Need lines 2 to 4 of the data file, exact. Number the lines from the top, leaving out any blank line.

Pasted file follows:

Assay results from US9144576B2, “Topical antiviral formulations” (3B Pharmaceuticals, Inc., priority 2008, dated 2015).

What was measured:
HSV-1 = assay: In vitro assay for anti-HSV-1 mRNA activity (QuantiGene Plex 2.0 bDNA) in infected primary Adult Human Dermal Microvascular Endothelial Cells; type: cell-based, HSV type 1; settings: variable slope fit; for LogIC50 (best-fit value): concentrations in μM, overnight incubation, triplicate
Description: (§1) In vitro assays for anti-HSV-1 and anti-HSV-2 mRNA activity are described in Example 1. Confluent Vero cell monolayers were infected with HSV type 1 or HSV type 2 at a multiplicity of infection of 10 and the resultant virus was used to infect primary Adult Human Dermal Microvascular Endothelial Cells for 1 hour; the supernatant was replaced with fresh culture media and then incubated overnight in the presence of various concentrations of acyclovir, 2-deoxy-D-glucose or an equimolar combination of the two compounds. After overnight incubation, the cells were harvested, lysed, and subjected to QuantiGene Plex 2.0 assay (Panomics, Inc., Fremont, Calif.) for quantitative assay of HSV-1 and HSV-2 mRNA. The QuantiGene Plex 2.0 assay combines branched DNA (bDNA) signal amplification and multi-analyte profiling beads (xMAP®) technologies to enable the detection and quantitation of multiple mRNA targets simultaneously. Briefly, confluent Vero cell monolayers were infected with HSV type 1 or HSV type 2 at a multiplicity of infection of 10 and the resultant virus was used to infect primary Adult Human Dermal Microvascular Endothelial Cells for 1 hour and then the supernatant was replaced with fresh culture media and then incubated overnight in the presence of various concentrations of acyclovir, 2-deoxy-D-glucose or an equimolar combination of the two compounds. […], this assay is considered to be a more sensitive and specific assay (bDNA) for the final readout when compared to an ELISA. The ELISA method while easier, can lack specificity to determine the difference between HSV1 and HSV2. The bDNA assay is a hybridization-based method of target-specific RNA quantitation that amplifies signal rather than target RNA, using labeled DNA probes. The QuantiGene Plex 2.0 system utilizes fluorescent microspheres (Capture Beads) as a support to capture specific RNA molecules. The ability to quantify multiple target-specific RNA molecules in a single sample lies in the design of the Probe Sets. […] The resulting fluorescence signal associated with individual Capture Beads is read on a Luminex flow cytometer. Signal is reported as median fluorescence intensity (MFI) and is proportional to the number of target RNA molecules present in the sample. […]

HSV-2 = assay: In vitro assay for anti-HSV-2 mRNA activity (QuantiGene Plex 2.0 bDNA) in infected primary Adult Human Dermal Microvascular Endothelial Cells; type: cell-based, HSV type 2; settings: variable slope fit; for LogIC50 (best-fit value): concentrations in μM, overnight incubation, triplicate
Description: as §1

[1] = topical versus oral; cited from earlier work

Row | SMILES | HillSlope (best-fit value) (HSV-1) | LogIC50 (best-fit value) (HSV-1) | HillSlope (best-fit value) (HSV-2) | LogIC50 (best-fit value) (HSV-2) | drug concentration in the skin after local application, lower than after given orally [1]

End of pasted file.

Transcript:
What was measured:
HSV-1 = assay: In vitro assay for anti-HSV-1 mRNA activity (QuantiGene Plex 2.0 bDNA) in infected primary Adult Human Dermal Microvascular Endothelial Cells; type: cell-based, HSV type 1; settings: variable slope fit; for LogIC50 (best-fit value): concentrations in μM, overnight incubation, triplicate
Description: (§1) In vitro assays for anti-HSV-1 and anti-HSV-2 mRNA activity are described in Example 1. Confluent Vero cell monolayers were infected with HSV type 1 or HSV type 2 at a multiplicity of infection of 10 and the resultant virus was used to infect primary Adult Human Dermal Microvascular Endothelial Cells for 1 hour; the supernatant was replaced with fresh culture media and then incubated overnight in the presence of various concentrations of acyclovir, 2-deoxy-D-glucose or an equimolar combination of the two compounds. After overnight incubation, the cells were harvested, lysed, and subjected to QuantiGene Plex 2.0 assay (Panomics, Inc., Fremont, Calif.) for quantitative assay of HSV-1 and HSV-2 mRNA. The QuantiGene Plex 2.0 assay combines branched DNA (bDNA) signal amplification and multi-analyte profiling beads (xMAP®) technologies to enable the detection and quantitation of multiple mRNA targets simultaneously. Briefly, confluent Vero cell monolayers were infected with HSV type 1 or HSV type 2 at a multiplicity of infection of 10 and the resultant virus was used to infect primary Adult Human Dermal Microvascular Endothelial Cells for 1 hour and then the supernatant was replaced with fresh culture media and then incubated overnight in the presence of various concentrations of acyclovir, 2-deoxy-D-glucose or an equimolar combination of the two compounds. […], this assay is considered to be a more sensitive and specific assay (bDNA) for the final readout when compared to an ELISA. The ELISA method while easier, can lack specificity to determine the difference between HSV1 and HSV2. The bDNA assay is a hybridization-based method of target-specific RNA quantitation that amplifies signal rather than target RNA, using labeled DNA probes. The QuantiGene Plex 2.0 system utilizes fluorescent microspheres (Capture Beads) as a support to capture specific RNA molecules. The ability to quantify multiple target-specific RNA molecules in a single sample lies in the design of the Probe Sets. […] The resulting fluorescence signal associated with individual Capture Beads is read on a Luminex flow cytometer. Signal is reported as median fluorescence intensity (MFI) and is proportional to the number of target RNA molecules present in the sample. […]